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Acceleration of mass with friction

  1. Aug 24, 2015 #1

    1. The problem statement, all variables and given/known data
    problem_moodle.gif

    At the instant shown the block is moving down the slope with P= 49 N, β= 38°, θ= 33° and M= 33 kg.


    2. Relevant equations

    What is the acceleration of the block up the slope if the kinetic coefficient of friction is 0.5?
    3. The attempt at a solution
    So I split all the forces into the normal direction and parallel to the plane

    Forces in the normal = 0 = N - mgcos33 + 49sin38
    N = 241.34

    Forces parallel to the plane = 49cos38 - mgsin33 + 0.5N
    = -17.036
    F/m = a
    a = -17.036/33 = -0.516
    But I am not getting the right answer, please help
     
  2. jcsd
  3. Aug 24, 2015 #2
    Draw the FBD for mass M.
     
  4. Aug 24, 2015 #3
    Photo on 25-08-2015 at 12.00 pm.jpg
     
  5. Aug 24, 2015 #4
    Now what, I added up all the forces in each direction. Not sure where I went wrong
     
  6. Aug 24, 2015 #5
    Oh, my earlier post didn't load.

    First of, does friction oppose or support the motion of the block ?
    And second, is the force on M being exerted by P, or the pulley ?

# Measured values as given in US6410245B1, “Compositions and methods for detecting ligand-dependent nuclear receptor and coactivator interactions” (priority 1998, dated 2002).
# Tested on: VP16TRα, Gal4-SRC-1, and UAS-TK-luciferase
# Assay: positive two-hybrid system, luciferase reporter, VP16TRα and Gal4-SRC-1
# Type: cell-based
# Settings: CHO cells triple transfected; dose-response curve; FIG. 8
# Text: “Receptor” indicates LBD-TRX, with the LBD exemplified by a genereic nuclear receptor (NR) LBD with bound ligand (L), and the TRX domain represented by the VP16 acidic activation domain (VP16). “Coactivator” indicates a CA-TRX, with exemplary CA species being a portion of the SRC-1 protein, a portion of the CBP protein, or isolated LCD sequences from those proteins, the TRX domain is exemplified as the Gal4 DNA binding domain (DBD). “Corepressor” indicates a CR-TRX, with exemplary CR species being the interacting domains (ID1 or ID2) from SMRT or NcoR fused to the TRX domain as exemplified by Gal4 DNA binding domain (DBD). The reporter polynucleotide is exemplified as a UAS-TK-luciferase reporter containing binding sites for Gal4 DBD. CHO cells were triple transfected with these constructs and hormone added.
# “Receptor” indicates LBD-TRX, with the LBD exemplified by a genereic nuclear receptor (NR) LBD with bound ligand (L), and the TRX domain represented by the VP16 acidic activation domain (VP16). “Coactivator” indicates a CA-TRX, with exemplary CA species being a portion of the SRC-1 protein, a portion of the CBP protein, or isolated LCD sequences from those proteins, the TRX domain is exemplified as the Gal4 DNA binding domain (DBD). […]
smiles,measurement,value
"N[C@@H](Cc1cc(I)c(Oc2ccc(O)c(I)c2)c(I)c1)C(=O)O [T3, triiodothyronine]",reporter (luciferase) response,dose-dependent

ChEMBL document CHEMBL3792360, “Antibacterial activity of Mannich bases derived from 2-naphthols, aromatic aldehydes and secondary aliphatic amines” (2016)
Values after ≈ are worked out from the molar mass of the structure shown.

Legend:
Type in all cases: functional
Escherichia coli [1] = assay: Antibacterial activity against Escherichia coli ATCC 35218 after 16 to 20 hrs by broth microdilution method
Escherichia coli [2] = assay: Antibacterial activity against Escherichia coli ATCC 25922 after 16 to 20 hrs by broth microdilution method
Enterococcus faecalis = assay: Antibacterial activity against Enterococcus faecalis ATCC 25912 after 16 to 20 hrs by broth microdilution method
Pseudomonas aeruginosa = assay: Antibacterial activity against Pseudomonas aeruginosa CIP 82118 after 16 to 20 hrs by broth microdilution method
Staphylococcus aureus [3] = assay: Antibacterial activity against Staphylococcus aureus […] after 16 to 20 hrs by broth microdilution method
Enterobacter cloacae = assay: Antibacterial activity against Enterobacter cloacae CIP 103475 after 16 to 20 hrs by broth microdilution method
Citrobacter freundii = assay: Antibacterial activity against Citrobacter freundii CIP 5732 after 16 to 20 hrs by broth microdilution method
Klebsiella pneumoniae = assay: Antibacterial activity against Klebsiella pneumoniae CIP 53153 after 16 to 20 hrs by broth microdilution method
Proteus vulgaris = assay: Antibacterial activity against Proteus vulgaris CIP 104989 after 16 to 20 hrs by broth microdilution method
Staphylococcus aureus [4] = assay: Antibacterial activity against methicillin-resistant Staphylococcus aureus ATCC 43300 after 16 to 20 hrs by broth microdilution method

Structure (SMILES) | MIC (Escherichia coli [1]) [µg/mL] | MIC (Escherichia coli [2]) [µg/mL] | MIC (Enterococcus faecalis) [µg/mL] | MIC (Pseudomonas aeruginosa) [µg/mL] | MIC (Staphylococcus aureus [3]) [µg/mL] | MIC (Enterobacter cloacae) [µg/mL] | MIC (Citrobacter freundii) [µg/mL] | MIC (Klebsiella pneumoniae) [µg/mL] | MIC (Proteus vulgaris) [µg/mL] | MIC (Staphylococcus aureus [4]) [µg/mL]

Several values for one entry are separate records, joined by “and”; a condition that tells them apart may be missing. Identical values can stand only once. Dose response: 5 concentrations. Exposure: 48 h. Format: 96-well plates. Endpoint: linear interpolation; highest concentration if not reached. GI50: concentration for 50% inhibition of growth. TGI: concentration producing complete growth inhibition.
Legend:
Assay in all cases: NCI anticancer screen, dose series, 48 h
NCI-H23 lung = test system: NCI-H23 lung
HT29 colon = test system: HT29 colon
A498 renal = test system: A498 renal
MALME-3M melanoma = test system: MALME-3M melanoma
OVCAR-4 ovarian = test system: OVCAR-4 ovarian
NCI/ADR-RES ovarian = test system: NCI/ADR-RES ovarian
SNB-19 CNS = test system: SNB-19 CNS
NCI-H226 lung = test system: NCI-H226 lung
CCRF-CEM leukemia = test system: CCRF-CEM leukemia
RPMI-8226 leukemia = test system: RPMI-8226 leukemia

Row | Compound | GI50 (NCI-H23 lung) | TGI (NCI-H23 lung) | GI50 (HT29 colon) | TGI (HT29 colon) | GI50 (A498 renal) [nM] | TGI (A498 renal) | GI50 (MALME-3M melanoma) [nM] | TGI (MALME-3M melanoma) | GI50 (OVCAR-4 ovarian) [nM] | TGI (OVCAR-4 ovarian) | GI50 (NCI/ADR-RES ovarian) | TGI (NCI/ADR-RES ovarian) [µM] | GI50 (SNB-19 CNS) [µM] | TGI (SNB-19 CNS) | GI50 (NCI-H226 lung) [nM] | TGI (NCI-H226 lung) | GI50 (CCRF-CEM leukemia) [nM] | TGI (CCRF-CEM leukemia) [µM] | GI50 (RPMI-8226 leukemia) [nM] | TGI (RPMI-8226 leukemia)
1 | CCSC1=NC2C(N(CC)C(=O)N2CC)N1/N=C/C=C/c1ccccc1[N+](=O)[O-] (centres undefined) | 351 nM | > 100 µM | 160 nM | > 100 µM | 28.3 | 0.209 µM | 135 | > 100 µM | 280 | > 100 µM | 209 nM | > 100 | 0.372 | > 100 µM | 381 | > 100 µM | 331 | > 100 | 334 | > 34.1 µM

Hope this helps.
     
  7. Aug 25, 2015 #6

    haruspex

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  8. Aug 25, 2015 #7

    haruspex

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    We are told that acceleration is up the slope but the present velocity is down.
     
  9. Aug 25, 2015 #8
    I think the force I am missing is tension in the pulley,
    Not sure but is it mgsin(theta)
     
  10. Aug 25, 2015 #9

    haruspex

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    Not sure what you mean by tension "in" the pulley. The rope runs around the pulley. It will be more convenient to think of it as two separate ropes, but you need know the tension in each (which will be?)
     
  11. Aug 25, 2015 #10
    Would it be p + mgsin(theta)
     
  12. Aug 25, 2015 #11

    haruspex

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    What is the tension in the upper part of the rope?
     
  13. Aug 25, 2015 #12
    Is it 49N ?
     
  14. Aug 25, 2015 #13
    Oops ! Missed the down.
     
  15. Aug 25, 2015 #14
    so P + mgsin(theta) + mgcos(theta)*friction
     
    Last edited: Aug 25, 2015
  16. Aug 25, 2015 #15
    Sorry my bad..
     
    Last edited: Aug 25, 2015
  17. Aug 25, 2015 #16

    haruspex

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    Yes, it's P, which is given as 49N.
    It doesn't say, but you should take the pulley as massless and having no axle friction. If the tension in the upper part of the rope is P, what must it be in the lower part? Hint: think about the net torque on the pulley.
     
  18. Aug 25, 2015 #17

    haruspex

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    Please do not provide answers. The system on the homework forums is that we provide hints, explain misconceptions, point out algebraic errrors, etc.
     
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